Last week we reported on what appears to be serious animosity between Kim Dotcom and the company he founded, MEGA.
Just three years ago the MEGA file-hosting platform was the apple of the Megaupload founder’s eye, but for reasons best known to the warring parties, that warmth has turned to aggression.
Dotcom has previously made derogatory statements about MEGA, a company he no longer has a stake in, but last week’s outburst was unprecedented.
Referencing comments made by New Zealand Prime Minister John Key that key MEGA shareholder Bill Liu is close to the top of China’s extradition list, Dotcom described the businessman as the “5th most wanted criminal in China”.
Adding that MEGA has diminishing ways to process payments from customers, Dotcom hinted towards impending doom and warned users to back up their files.
MEGA chairman Stephen Hall responded quickly, informing TF that his company has “significant funding” and that Dotcom’s comments are “factually incorrect.”
“Mr Liu has a shareholding interest but has no management or board position so he certainly doesn’t control Mega,” Hall said.
“This year, MEGA has already committed 24 PB additional storage capacity to service our 40 million registered users, and we will continue that expansion,” the company later added. “MEGA users are able to pay subscriptions through a variety of methods, depending on their country of residence.”
Over the weekend, however, things got much more personal. First MEGA attacked Dotcom’s political ambitions with the Internet Party, noting that the endeavor had “badly damaged his credibility with the New Zealand public.” Now, in a surprise twist, MEGA is claiming that Dotcom tried to reinvest money in MEGA as late as last year.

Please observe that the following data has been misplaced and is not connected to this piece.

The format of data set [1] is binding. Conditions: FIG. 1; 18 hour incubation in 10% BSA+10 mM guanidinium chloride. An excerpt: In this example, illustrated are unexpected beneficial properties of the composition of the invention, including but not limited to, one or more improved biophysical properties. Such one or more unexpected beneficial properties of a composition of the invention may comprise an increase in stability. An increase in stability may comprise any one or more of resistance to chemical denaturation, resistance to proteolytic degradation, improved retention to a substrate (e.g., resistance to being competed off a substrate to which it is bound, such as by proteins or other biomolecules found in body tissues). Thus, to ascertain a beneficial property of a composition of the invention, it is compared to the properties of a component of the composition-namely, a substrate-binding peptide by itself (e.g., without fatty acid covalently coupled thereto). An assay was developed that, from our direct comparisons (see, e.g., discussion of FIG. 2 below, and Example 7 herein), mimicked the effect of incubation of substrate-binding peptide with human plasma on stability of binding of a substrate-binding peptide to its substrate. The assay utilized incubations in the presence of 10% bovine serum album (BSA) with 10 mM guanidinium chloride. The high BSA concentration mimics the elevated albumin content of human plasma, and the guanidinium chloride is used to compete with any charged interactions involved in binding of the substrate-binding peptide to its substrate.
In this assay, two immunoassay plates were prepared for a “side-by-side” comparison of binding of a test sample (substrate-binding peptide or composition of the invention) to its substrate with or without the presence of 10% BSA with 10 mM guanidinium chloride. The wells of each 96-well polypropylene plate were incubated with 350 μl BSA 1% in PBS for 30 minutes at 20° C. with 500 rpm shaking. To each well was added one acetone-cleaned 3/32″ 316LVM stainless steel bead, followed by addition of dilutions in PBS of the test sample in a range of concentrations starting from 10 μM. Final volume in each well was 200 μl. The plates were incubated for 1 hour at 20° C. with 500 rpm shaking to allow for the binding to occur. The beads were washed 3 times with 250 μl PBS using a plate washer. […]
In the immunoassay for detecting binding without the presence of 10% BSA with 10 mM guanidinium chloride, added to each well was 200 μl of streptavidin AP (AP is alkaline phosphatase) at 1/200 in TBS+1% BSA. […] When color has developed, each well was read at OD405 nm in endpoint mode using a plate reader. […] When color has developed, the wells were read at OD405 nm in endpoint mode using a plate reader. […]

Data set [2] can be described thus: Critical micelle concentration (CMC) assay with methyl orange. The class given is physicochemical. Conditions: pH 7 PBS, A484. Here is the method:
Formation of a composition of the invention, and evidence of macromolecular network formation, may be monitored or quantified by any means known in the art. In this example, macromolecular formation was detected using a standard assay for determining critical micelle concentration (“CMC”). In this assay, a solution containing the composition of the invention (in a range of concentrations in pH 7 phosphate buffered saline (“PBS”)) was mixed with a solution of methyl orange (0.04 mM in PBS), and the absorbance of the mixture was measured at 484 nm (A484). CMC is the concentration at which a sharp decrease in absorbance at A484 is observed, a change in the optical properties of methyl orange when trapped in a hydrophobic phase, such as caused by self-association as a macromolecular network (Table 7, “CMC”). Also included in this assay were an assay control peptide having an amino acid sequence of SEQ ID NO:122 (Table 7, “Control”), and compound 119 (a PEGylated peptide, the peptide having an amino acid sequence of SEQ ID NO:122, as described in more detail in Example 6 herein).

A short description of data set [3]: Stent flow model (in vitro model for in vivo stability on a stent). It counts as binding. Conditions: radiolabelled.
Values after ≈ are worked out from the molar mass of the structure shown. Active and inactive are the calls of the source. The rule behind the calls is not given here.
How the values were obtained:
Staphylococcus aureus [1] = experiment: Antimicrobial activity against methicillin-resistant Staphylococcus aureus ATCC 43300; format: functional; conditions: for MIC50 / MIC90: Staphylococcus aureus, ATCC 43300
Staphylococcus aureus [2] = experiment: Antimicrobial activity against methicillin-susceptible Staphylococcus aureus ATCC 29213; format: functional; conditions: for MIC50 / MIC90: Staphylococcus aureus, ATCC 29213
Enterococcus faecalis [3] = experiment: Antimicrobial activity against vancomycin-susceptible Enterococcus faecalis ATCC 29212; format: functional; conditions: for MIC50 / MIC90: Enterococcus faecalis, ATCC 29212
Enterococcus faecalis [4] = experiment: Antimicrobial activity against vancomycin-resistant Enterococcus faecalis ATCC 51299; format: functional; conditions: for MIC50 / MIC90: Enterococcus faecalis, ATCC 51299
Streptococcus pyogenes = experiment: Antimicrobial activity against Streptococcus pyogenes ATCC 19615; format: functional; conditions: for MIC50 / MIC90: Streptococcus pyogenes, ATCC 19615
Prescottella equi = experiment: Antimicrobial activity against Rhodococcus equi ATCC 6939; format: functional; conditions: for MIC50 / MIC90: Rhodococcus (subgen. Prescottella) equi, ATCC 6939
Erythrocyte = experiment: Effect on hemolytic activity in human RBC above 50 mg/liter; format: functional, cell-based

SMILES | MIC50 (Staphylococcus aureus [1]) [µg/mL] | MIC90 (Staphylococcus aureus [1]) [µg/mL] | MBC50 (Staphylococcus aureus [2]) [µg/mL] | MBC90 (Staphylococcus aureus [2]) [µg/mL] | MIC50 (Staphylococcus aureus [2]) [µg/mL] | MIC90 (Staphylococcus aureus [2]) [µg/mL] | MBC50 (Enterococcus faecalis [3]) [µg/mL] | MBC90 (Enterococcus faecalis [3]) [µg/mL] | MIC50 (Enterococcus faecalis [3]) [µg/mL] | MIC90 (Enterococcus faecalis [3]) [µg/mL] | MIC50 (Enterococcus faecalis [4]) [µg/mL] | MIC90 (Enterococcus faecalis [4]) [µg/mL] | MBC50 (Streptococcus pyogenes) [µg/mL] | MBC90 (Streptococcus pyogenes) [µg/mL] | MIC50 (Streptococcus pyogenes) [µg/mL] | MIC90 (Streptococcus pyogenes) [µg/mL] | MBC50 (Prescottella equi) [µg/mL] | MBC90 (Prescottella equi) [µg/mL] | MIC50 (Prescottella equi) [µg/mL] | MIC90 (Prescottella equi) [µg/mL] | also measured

“In 2015 the [Dotcom] family trust twice subscribed for new shares in MEGA. In December 2015 Mr Dotcom applied to the New Zealand Court for approval to personally borrow $0.7 million for his family trust to subscribe for further shares in MEGA. The Court declined approval. Since then he has made negative comments about MEGA that have no factual basis,” MEGA says.
Finally, in a clear attempt to discredit Dotcom’s predictions that it’s only a matter of time before MEGA folds, MEGA’s operators published many of Dotcom’s earlier tweets in which he heralded the arrival of MegaNet, a non-IP address based network utilizing blockchain technology.
Just two are shown below, with each already crossed out in red by MEGA.
“It is good practice to have a backup of your files but we strongly disagree with Dotcom’s scaremongering. If you follow his tweets about ‘MegaNet’ you may have less confidence in his predictions,” MEGA says.
But not even that was to be the end of the matter. Responding in a serious of tweets over the weekend, Dotcom stuck by his guns – and turned up the pressure.
“What I’ve shared with you about Mega is true. Mega is losing $1 million per month. No credit card processing = no business. #BackupYourFiles,” he said.
“Mega CEO in December admitted to me that Bill Liu controls Mega. The 5th most wanted criminal in China controls board & puppet shareholders.”
It’s a somewhat unprecedented situation to have two men, Dotcom and Liu, connected to a single company while both being wanted for extradition by powerful foreign governments. Still, Dotcom says he’s clear why he’s attacking MEGA in public.
“Why do I care? I founded Mega,” he continued. “On-the-fly file encryption was my idea. I asked you to join Mega. It’s my obligation to warn you now.”
Only time will tell if Dotcom’s predictions will come true but in the meantime his advice (and that of MEGA) is clear. Keeping backups of files wherever they are is extremely important – the Megaupload fiasco should have underlined that.